by Julie McBratney, Director of Communications
Last Monday was Equal Pay Day, a day it was admittedly hard to focus on this year amidst the upheaval of COVID-19. It’s hard for us to focus on anything other than getting the help and services needed to the most economically vulnerable among us. And that population is disproportionately women, and especially women of color.
Equal Pay Day was March 31 this year because that’s how many days into 2020 the average woman would have to work to earn what the average man did in 2019. For Black Women, the date is actually August 13. For Latina Women, it’s October 1.
COVID-19 heightens these systemic inequalities. According to Shelley Zallis in Equal Pay Day in Our New Normal:
- Women hold the majority of jobs that are jeopardized by widespread shutdowns. Of the 4.4 million workers who rely on tips to earn a living in the United States, two-thirds are women.
- Women also hold the majority of jobs that put them on the frontlines of the COVID-19 fight. Globally, women make up 70% of workers in the health and social care sector.
As Lilly Ledbetter writes in Everything Feels Different this Equal Pay Day, “the COVID-19 pandemic has suddenly exposed the brutal economic reality of low-paid women workers who are on the frontlines of this crisis…As millions of us shelter in place and telework, home health aides are out caring for our sick family members, grocery store cashiers and clerks are giving us access to the food and supplies we need to stay healthy, and childcare workers are keeping our children safe. These workers are predominately women. And they are at high risk of viral exposure in each of these essential jobs. But so many lack the basic protections of a decent wage, paid sick and family leave, and employer-sponsored health care.”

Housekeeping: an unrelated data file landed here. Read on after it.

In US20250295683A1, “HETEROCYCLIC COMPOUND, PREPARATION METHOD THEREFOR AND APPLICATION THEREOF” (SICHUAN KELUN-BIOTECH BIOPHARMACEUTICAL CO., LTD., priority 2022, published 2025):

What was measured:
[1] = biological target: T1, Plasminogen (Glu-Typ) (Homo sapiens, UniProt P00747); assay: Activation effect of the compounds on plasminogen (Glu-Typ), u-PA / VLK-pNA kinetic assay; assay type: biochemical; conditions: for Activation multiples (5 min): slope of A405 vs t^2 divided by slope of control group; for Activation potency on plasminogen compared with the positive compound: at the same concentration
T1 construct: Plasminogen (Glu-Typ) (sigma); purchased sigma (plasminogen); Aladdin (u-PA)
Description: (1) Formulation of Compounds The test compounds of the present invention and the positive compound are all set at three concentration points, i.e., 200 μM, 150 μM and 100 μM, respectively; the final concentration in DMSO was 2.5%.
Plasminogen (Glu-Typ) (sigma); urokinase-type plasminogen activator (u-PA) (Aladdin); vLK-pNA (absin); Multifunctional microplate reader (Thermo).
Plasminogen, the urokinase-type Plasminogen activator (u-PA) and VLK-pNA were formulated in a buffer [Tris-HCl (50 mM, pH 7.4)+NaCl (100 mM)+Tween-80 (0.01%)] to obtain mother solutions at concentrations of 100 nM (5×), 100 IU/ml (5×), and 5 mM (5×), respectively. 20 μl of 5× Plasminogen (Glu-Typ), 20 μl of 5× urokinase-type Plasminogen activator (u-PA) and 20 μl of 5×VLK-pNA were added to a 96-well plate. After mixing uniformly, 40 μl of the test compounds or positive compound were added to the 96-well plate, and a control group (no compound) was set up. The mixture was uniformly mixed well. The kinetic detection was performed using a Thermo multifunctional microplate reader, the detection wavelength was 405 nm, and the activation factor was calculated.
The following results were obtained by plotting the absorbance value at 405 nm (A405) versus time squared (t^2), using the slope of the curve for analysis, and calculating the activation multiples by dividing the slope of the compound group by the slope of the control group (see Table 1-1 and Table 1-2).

The COVID-19 crisis makes us all feel vulnerable — and maybe also helps us recognize that we all need one another. Without the grocery store clerk who stocks the shelves with items we need, and dreams of a better paying job, where would we be? Without the home health care aide who continues to visit our elderly family members when we can’t, where would we be? Without the healthcare worker who helps care for patients during the day and stays in our YWCA emergency shelter at night, where would we be?
In our 89 years of existence, YWCA Evanston/North Shore has helped lift up and empower thousands of women in our communities by providing safe housing, emergency shelter, legal advocacy, childcare, financial education, job skills, and housing assistance. Today, that need is greater than ever, and it’s abundantly clear how much we all need one another.
Let’s learn from this crisis, and commit to valuing equally the work of women. The health of our communities ALWAYS depends on it.